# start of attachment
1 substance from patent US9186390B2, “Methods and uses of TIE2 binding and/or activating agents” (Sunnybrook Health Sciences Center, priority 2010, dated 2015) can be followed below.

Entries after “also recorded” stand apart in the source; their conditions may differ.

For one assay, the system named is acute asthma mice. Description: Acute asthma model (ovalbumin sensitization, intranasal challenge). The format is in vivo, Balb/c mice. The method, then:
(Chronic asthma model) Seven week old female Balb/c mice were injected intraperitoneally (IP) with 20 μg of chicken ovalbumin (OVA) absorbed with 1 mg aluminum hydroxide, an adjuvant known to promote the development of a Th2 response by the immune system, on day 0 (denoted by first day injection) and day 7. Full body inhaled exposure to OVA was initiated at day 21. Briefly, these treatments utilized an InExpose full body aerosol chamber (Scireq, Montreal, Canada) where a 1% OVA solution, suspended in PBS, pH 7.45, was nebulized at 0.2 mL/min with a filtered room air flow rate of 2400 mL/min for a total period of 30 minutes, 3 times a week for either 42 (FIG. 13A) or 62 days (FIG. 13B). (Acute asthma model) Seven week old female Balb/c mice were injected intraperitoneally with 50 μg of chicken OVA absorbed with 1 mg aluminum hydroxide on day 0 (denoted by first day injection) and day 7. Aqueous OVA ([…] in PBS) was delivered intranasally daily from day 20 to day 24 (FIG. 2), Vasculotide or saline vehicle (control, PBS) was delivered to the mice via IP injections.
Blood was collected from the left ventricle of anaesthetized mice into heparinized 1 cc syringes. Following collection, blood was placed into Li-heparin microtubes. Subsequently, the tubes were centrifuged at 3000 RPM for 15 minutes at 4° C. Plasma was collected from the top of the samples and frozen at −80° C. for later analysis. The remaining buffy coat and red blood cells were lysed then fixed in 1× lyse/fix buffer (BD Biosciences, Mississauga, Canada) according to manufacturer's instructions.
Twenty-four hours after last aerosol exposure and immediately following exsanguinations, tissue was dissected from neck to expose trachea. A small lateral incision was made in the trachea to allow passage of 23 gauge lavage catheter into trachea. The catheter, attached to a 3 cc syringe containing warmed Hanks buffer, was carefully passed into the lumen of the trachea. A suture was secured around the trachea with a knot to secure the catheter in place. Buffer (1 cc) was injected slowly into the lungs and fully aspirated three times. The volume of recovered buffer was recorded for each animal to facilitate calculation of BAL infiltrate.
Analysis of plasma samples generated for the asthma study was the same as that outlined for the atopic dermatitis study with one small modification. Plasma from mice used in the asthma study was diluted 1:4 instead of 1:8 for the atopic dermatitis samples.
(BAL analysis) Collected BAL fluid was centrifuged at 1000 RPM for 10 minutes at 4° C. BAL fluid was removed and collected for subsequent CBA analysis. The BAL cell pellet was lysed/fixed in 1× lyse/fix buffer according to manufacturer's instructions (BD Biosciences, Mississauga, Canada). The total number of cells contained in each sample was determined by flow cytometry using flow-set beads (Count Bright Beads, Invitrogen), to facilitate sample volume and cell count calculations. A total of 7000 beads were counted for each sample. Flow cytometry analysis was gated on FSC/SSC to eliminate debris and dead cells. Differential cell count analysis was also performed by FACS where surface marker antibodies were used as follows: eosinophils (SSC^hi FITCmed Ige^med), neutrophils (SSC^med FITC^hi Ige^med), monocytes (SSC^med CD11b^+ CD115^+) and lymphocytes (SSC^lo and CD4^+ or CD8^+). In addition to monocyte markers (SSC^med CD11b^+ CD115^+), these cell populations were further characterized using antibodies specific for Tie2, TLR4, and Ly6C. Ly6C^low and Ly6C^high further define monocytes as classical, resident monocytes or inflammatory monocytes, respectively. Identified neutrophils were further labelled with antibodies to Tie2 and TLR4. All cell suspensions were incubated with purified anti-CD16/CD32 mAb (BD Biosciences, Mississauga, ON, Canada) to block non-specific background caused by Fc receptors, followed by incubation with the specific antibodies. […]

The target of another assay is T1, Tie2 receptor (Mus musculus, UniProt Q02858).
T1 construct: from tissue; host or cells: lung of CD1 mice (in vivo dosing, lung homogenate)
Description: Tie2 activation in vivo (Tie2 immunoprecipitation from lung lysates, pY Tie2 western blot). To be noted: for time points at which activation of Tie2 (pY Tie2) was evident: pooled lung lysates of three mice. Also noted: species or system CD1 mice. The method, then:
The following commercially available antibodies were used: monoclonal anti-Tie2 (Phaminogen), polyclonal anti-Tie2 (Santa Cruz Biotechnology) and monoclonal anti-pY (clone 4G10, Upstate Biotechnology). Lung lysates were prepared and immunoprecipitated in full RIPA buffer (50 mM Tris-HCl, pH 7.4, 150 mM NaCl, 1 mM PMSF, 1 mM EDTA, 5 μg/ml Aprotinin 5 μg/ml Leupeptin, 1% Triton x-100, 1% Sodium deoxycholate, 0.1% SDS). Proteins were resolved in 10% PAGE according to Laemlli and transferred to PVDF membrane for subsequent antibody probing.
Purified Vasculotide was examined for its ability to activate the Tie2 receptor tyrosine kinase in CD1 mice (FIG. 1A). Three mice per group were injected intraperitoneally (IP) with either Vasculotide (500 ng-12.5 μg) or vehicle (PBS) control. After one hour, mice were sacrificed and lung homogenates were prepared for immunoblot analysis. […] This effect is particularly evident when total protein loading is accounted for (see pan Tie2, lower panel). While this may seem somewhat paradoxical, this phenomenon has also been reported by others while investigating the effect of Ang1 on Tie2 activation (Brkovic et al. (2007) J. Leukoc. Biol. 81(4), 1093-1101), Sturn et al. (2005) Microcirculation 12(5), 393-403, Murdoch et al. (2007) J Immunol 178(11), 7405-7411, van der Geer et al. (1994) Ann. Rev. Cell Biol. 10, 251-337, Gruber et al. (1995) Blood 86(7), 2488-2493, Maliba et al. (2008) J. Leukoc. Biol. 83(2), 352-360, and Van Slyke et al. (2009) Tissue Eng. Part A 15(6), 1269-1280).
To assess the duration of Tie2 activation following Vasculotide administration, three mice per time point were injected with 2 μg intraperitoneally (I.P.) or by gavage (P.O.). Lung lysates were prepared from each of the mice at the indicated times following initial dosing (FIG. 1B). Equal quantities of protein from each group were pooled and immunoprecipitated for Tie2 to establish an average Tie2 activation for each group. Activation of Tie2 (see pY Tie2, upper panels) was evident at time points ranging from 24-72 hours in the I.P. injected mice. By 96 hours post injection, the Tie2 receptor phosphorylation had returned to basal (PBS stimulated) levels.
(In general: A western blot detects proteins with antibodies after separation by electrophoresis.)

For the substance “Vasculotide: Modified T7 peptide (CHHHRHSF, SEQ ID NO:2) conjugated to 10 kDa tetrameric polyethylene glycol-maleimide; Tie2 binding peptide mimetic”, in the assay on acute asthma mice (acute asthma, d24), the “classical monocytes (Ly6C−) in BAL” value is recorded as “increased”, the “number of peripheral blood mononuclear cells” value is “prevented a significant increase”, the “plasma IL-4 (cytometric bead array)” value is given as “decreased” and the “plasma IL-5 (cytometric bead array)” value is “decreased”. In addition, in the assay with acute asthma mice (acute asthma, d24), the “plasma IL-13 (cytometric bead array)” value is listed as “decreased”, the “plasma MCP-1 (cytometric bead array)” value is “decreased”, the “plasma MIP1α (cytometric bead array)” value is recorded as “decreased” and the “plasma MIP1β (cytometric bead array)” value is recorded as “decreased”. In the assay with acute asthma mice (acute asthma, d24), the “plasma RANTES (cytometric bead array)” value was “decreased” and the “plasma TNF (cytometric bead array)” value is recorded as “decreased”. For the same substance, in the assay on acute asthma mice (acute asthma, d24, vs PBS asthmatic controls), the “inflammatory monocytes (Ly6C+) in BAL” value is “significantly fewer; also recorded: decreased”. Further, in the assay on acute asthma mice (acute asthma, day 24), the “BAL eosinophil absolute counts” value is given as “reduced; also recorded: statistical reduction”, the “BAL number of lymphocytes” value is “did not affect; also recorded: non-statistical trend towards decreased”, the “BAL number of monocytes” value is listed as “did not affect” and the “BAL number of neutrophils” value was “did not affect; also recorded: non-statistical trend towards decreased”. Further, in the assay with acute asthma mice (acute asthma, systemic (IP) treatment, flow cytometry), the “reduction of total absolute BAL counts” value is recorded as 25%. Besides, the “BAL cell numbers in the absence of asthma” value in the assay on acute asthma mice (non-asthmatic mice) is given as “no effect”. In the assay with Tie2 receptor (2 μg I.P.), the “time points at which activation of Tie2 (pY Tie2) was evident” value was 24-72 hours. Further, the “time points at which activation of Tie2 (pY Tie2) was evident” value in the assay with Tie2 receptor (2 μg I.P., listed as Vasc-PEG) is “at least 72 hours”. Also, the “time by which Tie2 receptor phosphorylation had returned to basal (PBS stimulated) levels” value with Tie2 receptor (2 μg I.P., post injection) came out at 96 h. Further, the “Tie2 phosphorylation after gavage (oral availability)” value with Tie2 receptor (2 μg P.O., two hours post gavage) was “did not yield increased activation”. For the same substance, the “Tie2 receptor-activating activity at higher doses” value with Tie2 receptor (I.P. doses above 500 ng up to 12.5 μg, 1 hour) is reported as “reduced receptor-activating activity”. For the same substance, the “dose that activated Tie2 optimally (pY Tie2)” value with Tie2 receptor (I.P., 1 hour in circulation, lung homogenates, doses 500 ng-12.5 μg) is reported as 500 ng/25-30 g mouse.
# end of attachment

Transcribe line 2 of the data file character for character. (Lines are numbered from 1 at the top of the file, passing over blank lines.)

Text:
Entries after “also recorded” stand apart in the source; their conditions may differ.